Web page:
Please Note: This article is written for users of the following Microsoft Excel versions: 2007, 2010, 2013, 2016, 2019, and Excel in Microsoft 365. If you are using an earlier version (Excel 2003 or earlier), this tip may not work for you. For a version of this tip written specifically for earlier versions of Excel, click here: Converting from Relative to Absolute.

Converting from Relative to Absolute

by Allen Wyatt
(last updated April 10, 2021)

1

Excel allows you to easily edit formulas. In doing so, you can quickly change a cell reference or a range reference from relative to absolute. What if you have a large number of cells in which you need to change from relative to absolute referencing? In this instance, the nature of the problem is well-suited to being solved through a macro.

By using the ConvertFormula method available in VBA, you can easily convert a formula from relative to absolute addressing. The following short macro uses this method to change the addressing method used in a range of cells:

Sub Relative2Absolute()
    Dim c As Range

    For Each c In Selection
        If c.HasFormula = True Then
            c.Formula = Application.ConvertFormula(c.Formula, _
              xlA1, xlA1, xlAbsolute)
        End If
    Next c
End Sub

The key to how this macro works is, of course, in the ConvertFormula method. The last parameter used by the method is—in this case—xlAbsolute. If you want to adapt the macro so that it changes to other types of addressing, you can change xlAbsolute to xlRelative, xlAbsRowRelColumn, or xlRelRowAbsColumn. (I'm sure you can figure out the purpose of each constant by its name.)

There is one other thing to remember regarding the ConvertFormula method: It has a length limit of 255 characters. That means that if your formula is very long, it is possible that the method won't work as you'd like. The best way to figure out if it will work for your needs is to test it out.

Note:

If you would like to know how to use the macros described on this page (or on any other page on the ExcelTips sites), I've prepared a special page that includes helpful information. Click here to open that special page in a new browser tab.

ExcelTips is your source for cost-effective Microsoft Excel training. This tip (10738) applies to Microsoft Excel 2007, 2010, 2013, 2016, 2019, and Excel in Microsoft 365. You can find a version of this tip for the older menu interface of Excel here: Converting from Relative to Absolute.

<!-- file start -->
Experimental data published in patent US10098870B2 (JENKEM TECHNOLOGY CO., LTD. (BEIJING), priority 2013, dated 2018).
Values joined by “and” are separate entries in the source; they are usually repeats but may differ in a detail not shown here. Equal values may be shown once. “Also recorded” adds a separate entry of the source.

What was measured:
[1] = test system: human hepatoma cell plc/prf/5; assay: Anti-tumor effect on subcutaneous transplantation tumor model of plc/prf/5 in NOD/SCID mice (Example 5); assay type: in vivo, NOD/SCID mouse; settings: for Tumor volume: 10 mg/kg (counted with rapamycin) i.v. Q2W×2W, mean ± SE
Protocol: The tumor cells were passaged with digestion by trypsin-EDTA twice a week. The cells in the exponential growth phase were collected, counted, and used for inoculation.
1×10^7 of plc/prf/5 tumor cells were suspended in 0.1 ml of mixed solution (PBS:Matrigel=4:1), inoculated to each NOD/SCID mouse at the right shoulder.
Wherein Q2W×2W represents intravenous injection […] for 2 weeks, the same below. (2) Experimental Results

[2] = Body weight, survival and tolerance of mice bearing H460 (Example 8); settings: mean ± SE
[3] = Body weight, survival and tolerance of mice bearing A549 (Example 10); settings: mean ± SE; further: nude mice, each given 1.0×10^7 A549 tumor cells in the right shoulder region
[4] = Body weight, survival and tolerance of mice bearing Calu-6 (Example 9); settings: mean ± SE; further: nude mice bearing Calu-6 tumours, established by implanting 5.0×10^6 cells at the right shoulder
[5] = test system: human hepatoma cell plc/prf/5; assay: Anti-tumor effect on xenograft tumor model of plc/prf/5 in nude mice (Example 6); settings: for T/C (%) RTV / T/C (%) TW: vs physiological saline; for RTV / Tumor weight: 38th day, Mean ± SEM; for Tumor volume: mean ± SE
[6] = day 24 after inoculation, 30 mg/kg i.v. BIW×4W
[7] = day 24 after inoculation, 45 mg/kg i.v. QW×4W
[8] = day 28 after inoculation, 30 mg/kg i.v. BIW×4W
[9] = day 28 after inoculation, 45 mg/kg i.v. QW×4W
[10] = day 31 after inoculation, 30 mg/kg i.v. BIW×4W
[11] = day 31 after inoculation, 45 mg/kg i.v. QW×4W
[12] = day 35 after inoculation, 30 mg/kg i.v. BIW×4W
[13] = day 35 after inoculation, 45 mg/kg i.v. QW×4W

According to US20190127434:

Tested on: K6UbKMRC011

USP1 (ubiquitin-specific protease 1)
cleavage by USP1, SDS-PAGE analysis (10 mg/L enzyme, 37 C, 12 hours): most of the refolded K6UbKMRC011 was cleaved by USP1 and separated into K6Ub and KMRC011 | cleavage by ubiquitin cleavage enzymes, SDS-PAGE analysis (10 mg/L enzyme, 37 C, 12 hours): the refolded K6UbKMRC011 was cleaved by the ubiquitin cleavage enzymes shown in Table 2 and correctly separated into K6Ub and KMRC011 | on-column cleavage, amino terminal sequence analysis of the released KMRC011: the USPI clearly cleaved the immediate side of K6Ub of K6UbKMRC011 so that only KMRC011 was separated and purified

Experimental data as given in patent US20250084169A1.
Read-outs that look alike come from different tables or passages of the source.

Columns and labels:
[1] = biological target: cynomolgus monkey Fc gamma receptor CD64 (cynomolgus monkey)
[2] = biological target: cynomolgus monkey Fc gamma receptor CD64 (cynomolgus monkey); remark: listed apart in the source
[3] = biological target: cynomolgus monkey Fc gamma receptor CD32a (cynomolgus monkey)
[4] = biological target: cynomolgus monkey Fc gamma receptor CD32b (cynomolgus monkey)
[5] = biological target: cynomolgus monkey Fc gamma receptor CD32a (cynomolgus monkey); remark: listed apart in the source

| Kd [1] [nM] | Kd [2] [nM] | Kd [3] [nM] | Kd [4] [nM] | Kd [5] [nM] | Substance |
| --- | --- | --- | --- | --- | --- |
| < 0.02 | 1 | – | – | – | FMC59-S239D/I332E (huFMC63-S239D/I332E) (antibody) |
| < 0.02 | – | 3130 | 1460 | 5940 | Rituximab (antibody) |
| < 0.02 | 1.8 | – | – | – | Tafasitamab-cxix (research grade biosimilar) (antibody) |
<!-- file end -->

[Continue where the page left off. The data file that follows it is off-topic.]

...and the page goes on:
Author Bio

Allen Wyatt

With more than 50 non-fiction books and numerous magazine articles to his credit, Allen Wyatt is an internationally recognized author. He is president of Sharon Parq Associates, a computer and publishing services company. ...

MORE FROM ALLEN

Multiple Data Points in a Chart Column

Excel provides lots of ways you can create charts. This tip provides some pointers on how you can combine stacked column ...

Discover More

Accepting Only a Single Digit

Want a quick way to enter a series of single digits into consecutive cells? The best approach is with a macro, and this ...

Discover More

Understanding At Least Line Spacing

Line spacing is used to control how close lines are to each other within a paragraph. Word allows you to specify several ...

Discover More

Solve Real Business Problems Master business modeling and analysis techniques with Excel and transform data into bottom-line results. This hands-on, scenario-focused guide shows you how to use the latest Excel tools to integrate data from multiple tables. Check out Microsoft Excel 2013 Data Analysis and Business Modeling today!

More ExcelTips (ribbon)

Splitting Cells by Case

Excel provides several different ways that you can split apart the contents of a cell. One way it doesn't provide is to ...

Discover More

Alphabetic Column Designation

Want to know the letters assigned by Excel to a particular column? Excel normally deals with column numbers, but you can ...

Discover More

Identifying Values that Don't Follow a Specific Pattern

When you store textual information in a worksheet, it can be helpful to figure out if that information follows a pattern ...

Discover More
Subscribe

FREE SERVICE: Get tips like this every week in ExcelTips, a free productivity newsletter. Enter your address and click "Subscribe."

View most recent newsletter.

Comments

If you would like to add an image to your comment (not an avatar, but an image to help in making the point of your comment), include the characters [{fig}] (all 7 characters, in the sequence shown) in your comment text. You’ll be prompted to upload your image when you submit the comment. Maximum image size is 6Mpixels. Images larger than 600px wide or 1000px tall will be reduced. Up to three images may be included in a comment. All images are subject to review. Commenting privileges may be curtailed if inappropriate images are posted.

What is seven less than 7?

2021-10-07 15:54:14

SMW

One problem with this - the insertion of @ sign:
=INDEX(C86:CI109,ROW(A1),
LARGE(IF(LEN(C86:CI86)>0,
COLUMN(C86:CI186),""),
COLUMNS(A1:A1))-COLUMNS(A1:B1))

becomes:

=@INDEX($C$86:$CI$109,ROW($A$1),
LARGE(IF(LEN(@$C$86:$CI$86)>0,@
COLUMN($C$86:$CI$186),""),
COLUMNS($A$1:$A$1))-COLUMNS($A$1:$B$1))

and vice versa


This Site

Got a version of Excel that uses the ribbon interface (Excel 2007 or later)? This site is for you! If you use an earlier version of Excel, visit our ExcelTips site focusing on the menu interface.

Newest Tips
Subscribe

FREE SERVICE: Get tips like this every week in ExcelTips, a free productivity newsletter. Enter your address and click "Subscribe."

(Your e-mail address is not shared with anyone, ever.)

View the most recent newsletter.